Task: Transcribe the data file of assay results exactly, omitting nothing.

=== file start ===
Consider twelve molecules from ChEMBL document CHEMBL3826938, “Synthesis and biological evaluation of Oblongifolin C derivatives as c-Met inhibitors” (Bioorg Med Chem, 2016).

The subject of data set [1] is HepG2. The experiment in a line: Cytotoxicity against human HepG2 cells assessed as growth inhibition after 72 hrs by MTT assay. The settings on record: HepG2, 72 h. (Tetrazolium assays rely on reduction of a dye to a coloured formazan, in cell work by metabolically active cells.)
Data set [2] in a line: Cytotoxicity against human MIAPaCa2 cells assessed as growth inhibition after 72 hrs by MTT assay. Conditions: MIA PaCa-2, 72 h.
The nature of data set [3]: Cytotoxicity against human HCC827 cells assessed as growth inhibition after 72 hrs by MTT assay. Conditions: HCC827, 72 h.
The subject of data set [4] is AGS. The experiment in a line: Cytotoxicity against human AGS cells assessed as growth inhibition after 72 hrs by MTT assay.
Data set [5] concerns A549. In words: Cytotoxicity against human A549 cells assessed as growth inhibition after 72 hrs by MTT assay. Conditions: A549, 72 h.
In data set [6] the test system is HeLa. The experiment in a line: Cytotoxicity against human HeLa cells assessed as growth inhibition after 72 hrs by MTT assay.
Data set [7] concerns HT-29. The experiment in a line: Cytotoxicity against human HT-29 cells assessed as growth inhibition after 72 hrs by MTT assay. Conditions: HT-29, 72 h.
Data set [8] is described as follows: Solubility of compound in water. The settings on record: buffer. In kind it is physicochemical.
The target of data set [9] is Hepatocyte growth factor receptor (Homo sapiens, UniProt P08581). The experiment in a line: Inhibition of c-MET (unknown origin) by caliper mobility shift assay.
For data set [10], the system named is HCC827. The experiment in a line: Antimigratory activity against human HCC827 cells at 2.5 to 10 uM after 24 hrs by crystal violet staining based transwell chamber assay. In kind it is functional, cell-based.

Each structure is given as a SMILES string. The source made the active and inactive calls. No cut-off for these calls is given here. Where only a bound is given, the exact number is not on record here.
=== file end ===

Consider twelve molecules from ChEMBL document CHEMBL3826938, “Synthesis and biological evaluation of Oblongifolin C derivatives as c-Met inhibitors” (Bioorg Med Chem, 2016).

The subject of data set [1] is HepG2. The experiment in a line: Cytotoxicity against human HepG2 cells assessed as growth inhibition after 72 hrs by MTT assay. The settings on record: HepG2, 72 h. (Tetrazolium assays rely on reduction of a dye to a coloured formazan, in cell work by metabolically active cells.)
Data set [2] in a line: Cytotoxicity against human MIAPaCa2 cells assessed as growth inhibition after 72 hrs by MTT assay. Conditions: MIA PaCa-2, 72 h.
The nature of data set [3]: Cytotoxicity against human HCC827 cells assessed as growth inhibition after 72 hrs by MTT assay. Conditions: HCC827, 72 h.
The subject of data set [4] is AGS. The experiment in a line: Cytotoxicity against human AGS cells assessed as growth inhibition after 72 hrs by MTT assay.
Data set [5] concerns A549. In words: Cytotoxicity against human A549 cells assessed as growth inhibition after 72 hrs by MTT assay. Conditions: A549, 72 h.
In data set [6] the test system is HeLa. The experiment in a line: Cytotoxicity against human HeLa cells assessed as growth inhibition after 72 hrs by MTT assay.
Data set [7] concerns HT-29. The experiment in a line: Cytotoxicity against human HT-29 cells assessed as growth inhibition after 72 hrs by MTT assay. Conditions: HT-29, 72 h.
Data set [8] is described as follows: Solubility of compound in water. The settings on record: buffer. In kind it is physicochemical.
The target of data set [9] is Hepatocyte growth factor receptor (Homo sapiens, UniProt P08581). The experiment in a line: Inhibition of c-MET (unknown origin) by caliper mobility shift assay.
For data set [10], the system named is HCC827. The experiment in a line: Antimigratory activity against human HCC827 cells at 2.5 to 10 uM after 24 hrs by crystal violet staining based transwell chamber assay. In kind it is functional, cell-based.

Each structure is given as a SMILES string. The source made the active and inactive calls. No cut-off for these calls is given here. Where only a bound is given, the exact number is not on record here.